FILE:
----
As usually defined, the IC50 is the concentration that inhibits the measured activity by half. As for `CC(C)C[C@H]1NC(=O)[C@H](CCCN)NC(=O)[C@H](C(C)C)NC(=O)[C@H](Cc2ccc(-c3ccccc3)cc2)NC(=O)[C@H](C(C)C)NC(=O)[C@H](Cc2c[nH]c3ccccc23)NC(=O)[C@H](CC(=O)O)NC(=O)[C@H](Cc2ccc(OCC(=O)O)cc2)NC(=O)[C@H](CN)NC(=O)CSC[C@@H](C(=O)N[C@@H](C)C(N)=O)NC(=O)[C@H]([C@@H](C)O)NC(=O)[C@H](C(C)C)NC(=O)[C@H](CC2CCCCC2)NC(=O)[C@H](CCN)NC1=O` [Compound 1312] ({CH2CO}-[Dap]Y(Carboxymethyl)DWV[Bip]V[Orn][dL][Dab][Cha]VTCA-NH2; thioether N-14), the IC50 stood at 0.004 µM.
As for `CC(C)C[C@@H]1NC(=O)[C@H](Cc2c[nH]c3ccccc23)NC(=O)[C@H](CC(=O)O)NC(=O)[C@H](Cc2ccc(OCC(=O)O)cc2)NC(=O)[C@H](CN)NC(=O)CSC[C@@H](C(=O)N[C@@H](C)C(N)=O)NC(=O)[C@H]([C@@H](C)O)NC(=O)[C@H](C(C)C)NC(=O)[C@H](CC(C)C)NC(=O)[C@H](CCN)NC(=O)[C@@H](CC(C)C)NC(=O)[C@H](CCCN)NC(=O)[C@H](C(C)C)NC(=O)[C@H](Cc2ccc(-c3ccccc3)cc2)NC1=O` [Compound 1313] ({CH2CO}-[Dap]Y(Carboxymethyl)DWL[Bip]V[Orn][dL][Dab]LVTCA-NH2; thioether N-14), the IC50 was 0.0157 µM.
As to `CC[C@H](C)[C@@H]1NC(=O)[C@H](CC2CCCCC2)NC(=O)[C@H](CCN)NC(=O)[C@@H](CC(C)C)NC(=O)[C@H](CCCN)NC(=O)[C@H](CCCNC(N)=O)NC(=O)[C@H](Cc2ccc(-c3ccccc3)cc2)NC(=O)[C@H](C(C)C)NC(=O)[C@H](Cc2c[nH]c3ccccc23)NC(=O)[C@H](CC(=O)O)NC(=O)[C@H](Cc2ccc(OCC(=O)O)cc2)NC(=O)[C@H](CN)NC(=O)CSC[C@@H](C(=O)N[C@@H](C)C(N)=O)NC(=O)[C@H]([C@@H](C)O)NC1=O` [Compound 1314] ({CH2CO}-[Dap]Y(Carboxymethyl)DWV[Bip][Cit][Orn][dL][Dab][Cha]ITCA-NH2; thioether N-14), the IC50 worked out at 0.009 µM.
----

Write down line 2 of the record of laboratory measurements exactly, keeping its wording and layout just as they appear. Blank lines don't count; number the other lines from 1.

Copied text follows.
As for `CC(C)C[C@@H]1NC(=O)[C@H](Cc2c[nH]c3ccccc23)NC(=O)[C@H](CC(=O)O)NC(=O)[C@H](Cc2ccc(OCC(=O)O)cc2)NC(=O)[C@H](CN)NC(=O)CSC[C@@H](C(=O)N[C@@H](C)C(N)=O)NC(=O)[C@H]([C@@H](C)O)NC(=O)[C@H](C(C)C)NC(=O)[C@H](CC(C)C)NC(=O)[C@H](CCN)NC(=O)[C@@H](CC(C)C)NC(=O)[C@H](CCCN)NC(=O)[C@H](C(C)C)NC(=O)[C@H](Cc2ccc(-c3ccccc3)cc2)NC1=O` [Compound 1313] ({CH2CO}-[Dap]Y(Carboxymethyl)DWL[Bip]V[Orn][dL][Dab]LVTCA-NH2; thioether N-14), the IC50 was 0.0157 µM.